OK, I’m introducing a new rubric on my blog. It’s a quizzzzzz!!! I’ll be publishing my mistakes I have done with a question what is the cause of the mistake and few days later I’ll publish the answer. Of course if you will not guess it first. Let’s start with an easy one. Here are two plates. Problematic plate has some lines in blacks and in the right bottom corner even collodion lifted off. The other plate has perfect blacks, no peeling problems. What was the cause of those lines on the crappy plate?
Here’s today’s portrait in Josip Pelikan skylight studio. The studio was built in 1898 and Josip Pelikan was working in it from 1920 to his death 1977. Now it’s a part of Museum of Recent History Celje.
On the plate I have some lines from not perfectly cleaned plate. I cleaned it several days ago and I thought it’ll be OK, but after few days, a plate in a box, needs to be cleaned again. I like it as it is but I strive to achieve Quinn’s perfection and then scratch it if I want
Those edges are from albumen coating, because I had that box prepared for wetplate negative. Nevertheless it’s kind of cool, I might use the effect in the future.
Below there is a wet plate collodion negative format 10×12″ (25x30cm), digitally inverted into positive. I wanted that everything would be sharp, so I had an exposure of 15 minutes at aperture f/32. It’s cool one, although I knew at the time that perfect exposure would be 25min, but I was afraid that the plate would get dry. It was quite warm in the studio.
The portrait was done with modified Plaubel Peco 5×7″ camera and Voigtlander Heliar 300mm f/4,5. Exposure 6 seconds, f/4.5
The studio was photographed with Vageeswari 10×12″ camera and same Voigtlander Heliar 300mm f/4,5. Exposure 15 minutes, f/32.
PS: Do you see the difference between collodion negative picture and the digital one? I didn’t notice that while I was developing the plate the keeper of the gallery changed a small detail and I don’t mean my 4×5″ camera. Leave a comment Internet!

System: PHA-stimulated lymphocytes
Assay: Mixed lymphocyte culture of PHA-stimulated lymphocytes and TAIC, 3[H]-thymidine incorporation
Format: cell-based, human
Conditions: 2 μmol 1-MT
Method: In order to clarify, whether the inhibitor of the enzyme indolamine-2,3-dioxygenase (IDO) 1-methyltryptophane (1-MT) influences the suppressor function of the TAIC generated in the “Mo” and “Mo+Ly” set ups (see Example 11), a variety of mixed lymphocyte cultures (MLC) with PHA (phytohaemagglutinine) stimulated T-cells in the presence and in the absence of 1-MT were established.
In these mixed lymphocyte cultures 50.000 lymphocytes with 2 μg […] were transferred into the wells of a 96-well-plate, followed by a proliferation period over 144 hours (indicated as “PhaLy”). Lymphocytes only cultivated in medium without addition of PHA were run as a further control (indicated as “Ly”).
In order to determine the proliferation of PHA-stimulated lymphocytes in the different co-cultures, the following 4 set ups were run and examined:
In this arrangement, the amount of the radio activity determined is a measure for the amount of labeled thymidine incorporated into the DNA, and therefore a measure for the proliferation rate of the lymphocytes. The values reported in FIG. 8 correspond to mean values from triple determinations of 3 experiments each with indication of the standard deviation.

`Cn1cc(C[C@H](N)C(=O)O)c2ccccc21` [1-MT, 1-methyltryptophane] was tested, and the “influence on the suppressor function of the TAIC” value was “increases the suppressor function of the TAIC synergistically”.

Two days ago I saw this flooded tree and I knew immediately it will look good on picture, but there was too much water, I couldn’t come near the tree. Yesterday I saw the water level has fallen, but didn’t had time to make the picture and on other hand I knew the flood will be gone by tomorrow, so today I decided to make the picture. Only problem was that I had to work in Ljubljana, to make half a dozen on location portraits for Mladina weekly. OK, I did it with digital camera, but still a lot of work. I decided I have an hour to make the collodion image, no more. I drove to the place, set up the tent, made a test and then also the plate. All that in 42 minutes. I cleaned the set up and head to digital work.
After finishing portraits that I had to do in Ljubljana, I’ve stopped at the spring of the river Krka. Since it’s flooding water is rushing out from the cave so I couldn’t get a decent point of view, so I started to photograph the spring of stream Poltarica. Wet Plate Collodion process is a complicated process and beside that you need to know how to do it, you need to figure out the workflow. Today I had two missions. One was to figure out why I had blisters on some plates few days ago and the second was if I can do 4×5″ negative wetplates in my small darkbox.
First mission was soon cracked. It was cold as it was the other day, it was 3 degrees Celsius and I had no blisters whatsoever. I remembered that the other day I had this problems only at the beginning of the shoot when it was raining just a little bit. I’m sure a drop of rain fell on my plate when it was already coated with collodion and when I dipped it in silvernitrate bath, rock&roll started.